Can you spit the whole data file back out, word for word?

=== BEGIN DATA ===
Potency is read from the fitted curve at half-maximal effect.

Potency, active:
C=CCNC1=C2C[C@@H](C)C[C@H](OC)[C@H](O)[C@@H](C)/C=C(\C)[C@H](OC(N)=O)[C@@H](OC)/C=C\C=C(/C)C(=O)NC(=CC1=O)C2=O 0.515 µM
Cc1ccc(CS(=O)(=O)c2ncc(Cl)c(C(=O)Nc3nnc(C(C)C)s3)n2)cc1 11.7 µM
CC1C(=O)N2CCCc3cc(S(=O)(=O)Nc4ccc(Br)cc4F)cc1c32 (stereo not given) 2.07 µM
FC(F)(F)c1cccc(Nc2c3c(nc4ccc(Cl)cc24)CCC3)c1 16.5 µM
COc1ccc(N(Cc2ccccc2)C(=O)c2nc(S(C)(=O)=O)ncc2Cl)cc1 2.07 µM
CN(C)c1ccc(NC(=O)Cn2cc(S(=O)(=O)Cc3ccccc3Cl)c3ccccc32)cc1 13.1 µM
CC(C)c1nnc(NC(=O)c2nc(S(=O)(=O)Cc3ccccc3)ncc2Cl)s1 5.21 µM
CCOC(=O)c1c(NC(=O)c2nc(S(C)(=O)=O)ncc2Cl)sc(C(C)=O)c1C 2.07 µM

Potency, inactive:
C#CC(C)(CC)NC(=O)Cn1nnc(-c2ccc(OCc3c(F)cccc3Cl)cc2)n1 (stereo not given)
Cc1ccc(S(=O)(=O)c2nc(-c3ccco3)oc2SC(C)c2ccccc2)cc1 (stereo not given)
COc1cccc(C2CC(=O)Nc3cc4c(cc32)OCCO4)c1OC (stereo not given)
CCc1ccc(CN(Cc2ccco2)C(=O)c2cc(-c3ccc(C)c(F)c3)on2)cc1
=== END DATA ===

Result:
Potency is read from the fitted curve at half-maximal effect.

Potency, active:
C=CCNC1=C2C[C@@H](C)C[C@H](OC)[C@H](O)[C@@H](C)/C=C(\C)[C@H](OC(N)=O)[C@@H](OC)/C=C\C=C(/C)C(=O)NC(=CC1=O)C2=O 0.515 µM
Cc1ccc(CS(=O)(=O)c2ncc(Cl)c(C(=O)Nc3nnc(C(C)C)s3)n2)cc1 11.7 µM
CC1C(=O)N2CCCc3cc(S(=O)(=O)Nc4ccc(Br)cc4F)cc1c32 (stereo not given) 2.07 µM
FC(F)(F)c1cccc(Nc2c3c(nc4ccc(Cl)cc24)CCC3)c1 16.5 µM
COc1ccc(N(Cc2ccccc2)C(=O)c2nc(S(C)(=O)=O)ncc2Cl)cc1 2.07 µM
CN(C)c1ccc(NC(=O)Cn2cc(S(=O)(=O)Cc3ccccc3Cl)c3ccccc32)cc1 13.1 µM
CC(C)c1nnc(NC(=O)c2nc(S(=O)(=O)Cc3ccccc3)ncc2Cl)s1 5.21 µM
CCOC(=O)c1c(NC(=O)c2nc(S(C)(=O)=O)ncc2Cl)sc(C(C)=O)c1C 2.07 µM

Potency, inactive:
C#CC(C)(CC)NC(=O)Cn1nnc(-c2ccc(OCc3c(F)cccc3Cl)cc2)n1 (stereo not given)
Cc1ccc(S(=O)(=O)c2nc(-c3ccco3)oc2SC(C)c2ccccc2)cc1 (stereo not given)
COc1cccc(C2CC(=O)Nc3cc4c(cc32)OCCO4)c1OC (stereo not given)
CCc1ccc(CN(Cc2ccco2)C(=O)c2cc(-c3ccc(C)c(F)c3)on2)cc1